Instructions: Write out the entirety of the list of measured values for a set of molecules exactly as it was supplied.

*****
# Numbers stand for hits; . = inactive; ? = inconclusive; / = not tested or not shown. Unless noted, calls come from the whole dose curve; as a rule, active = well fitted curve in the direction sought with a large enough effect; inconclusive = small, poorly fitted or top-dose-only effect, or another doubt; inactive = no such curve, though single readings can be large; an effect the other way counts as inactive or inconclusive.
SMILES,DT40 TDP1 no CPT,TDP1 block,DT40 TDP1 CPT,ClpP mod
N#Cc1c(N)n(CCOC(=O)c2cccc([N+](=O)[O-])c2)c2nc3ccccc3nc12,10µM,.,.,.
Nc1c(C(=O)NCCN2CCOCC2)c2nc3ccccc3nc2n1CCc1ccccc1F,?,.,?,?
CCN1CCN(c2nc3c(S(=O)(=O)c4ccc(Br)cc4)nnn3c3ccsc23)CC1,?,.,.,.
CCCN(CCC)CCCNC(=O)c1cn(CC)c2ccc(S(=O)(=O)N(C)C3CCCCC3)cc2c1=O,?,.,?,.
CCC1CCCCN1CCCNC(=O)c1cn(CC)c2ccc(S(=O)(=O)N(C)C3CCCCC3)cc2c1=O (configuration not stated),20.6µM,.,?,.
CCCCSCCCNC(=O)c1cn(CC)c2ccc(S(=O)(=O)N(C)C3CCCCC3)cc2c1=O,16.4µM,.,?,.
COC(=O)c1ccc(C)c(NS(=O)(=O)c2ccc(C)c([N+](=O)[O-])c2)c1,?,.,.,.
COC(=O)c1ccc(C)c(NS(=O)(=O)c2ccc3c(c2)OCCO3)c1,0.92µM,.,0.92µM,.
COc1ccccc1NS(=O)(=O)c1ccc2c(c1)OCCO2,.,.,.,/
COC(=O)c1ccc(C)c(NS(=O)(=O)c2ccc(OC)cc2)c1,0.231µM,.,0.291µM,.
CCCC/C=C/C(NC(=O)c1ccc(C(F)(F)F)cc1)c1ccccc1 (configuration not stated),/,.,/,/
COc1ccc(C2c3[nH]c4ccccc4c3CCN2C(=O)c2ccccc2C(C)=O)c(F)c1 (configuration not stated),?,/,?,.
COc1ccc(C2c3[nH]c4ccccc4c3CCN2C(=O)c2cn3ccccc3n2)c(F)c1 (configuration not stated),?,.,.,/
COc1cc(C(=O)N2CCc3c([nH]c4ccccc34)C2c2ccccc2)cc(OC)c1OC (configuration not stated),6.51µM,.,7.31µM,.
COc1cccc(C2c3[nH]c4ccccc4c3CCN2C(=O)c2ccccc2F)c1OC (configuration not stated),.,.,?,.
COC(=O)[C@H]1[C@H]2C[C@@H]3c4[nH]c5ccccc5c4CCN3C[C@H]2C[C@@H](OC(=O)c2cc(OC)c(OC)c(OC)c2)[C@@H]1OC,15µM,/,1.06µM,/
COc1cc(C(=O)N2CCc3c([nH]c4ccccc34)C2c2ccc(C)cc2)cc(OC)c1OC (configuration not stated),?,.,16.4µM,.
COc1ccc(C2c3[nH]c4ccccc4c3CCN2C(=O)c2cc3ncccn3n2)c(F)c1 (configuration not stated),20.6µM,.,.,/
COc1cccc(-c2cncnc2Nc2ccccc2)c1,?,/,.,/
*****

# Numbers stand for hits; . = inactive; ? = inconclusive; / = not tested or not shown. Unless noted, calls come from the whole dose curve; as a rule, active = well fitted curve in the direction sought with a large enough effect; inconclusive = small, poorly fitted or top-dose-only effect, or another doubt; inactive = no such curve, though single readings can be large; an effect the other way counts as inactive or inconclusive.
SMILES,DT40 TDP1 no CPT,TDP1 block,DT40 TDP1 CPT,ClpP mod
N#Cc1c(N)n(CCOC(=O)c2cccc([N+](=O)[O-])c2)c2nc3ccccc3nc12,10µM,.,.,.
Nc1c(C(=O)NCCN2CCOCC2)c2nc3ccccc3nc2n1CCc1ccccc1F,?,.,?,?
CCN1CCN(c2nc3c(S(=O)(=O)c4ccc(Br)cc4)nnn3c3ccsc23)CC1,?,.,.,.
CCCN(CCC)CCCNC(=O)c1cn(CC)c2ccc(S(=O)(=O)N(C)C3CCCCC3)cc2c1=O,?,.,?,.
CCC1CCCCN1CCCNC(=O)c1cn(CC)c2ccc(S(=O)(=O)N(C)C3CCCCC3)cc2c1=O (configuration not stated),20.6µM,.,?,.
CCCCSCCCNC(=O)c1cn(CC)c2ccc(S(=O)(=O)N(C)C3CCCCC3)cc2c1=O,16.4µM,.,?,.
COC(=O)c1ccc(C)c(NS(=O)(=O)c2ccc(C)c([N+](=O)[O-])c2)c1,?,.,.,.
COC(=O)c1ccc(C)c(NS(=O)(=O)c2ccc3c(c2)OCCO3)c1,0.92µM,.,0.92µM,.
COc1ccccc1NS(=O)(=O)c1ccc2c(c1)OCCO2,.,.,.,/
COC(=O)c1ccc(C)c(NS(=O)(=O)c2ccc(OC)cc2)c1,0.231µM,.,0.291µM,.
CCCC/C=C/C(NC(=O)c1ccc(C(F)(F)F)cc1)c1ccccc1 (configuration not stated),/,.,/,/
COc1ccc(C2c3[nH]c4ccccc4c3CCN2C(=O)c2ccccc2C(C)=O)c(F)c1 (configuration not stated),?,/,?,.
COc1ccc(C2c3[nH]c4ccccc4c3CCN2C(=O)c2cn3ccccc3n2)c(F)c1 (configuration not stated),?,.,.,/
COc1cc(C(=O)N2CCc3c([nH]c4ccccc34)C2c2ccccc2)cc(OC)c1OC (configuration not stated),6.51µM,.,7.31µM,.
COc1cccc(C2c3[nH]c4ccccc4c3CCN2C(=O)c2ccccc2F)c1OC (configuration not stated),.,.,?,.
COC(=O)[C@H]1[C@H]2C[C@@H]3c4[nH]c5ccccc5c4CCN3C[C@H]2C[C@@H](OC(=O)c2cc(OC)c(OC)c(OC)c2)[C@@H]1OC,15µM,/,1.06µM,/
COc1cc(C(=O)N2CCc3c([nH]c4ccccc34)C2c2ccc(C)cc2)cc(OC)c1OC (configuration not stated),?,.,16.4µM,.
COc1ccc(C2c3[nH]c4ccccc4c3CCN2C(=O)c2cc3ncccn3n2)c(F)c1 (configuration not stated),20.6µM,.,.,/
COc1cccc(-c2cncnc2Nc2ccccc2)c1,?,/,.,/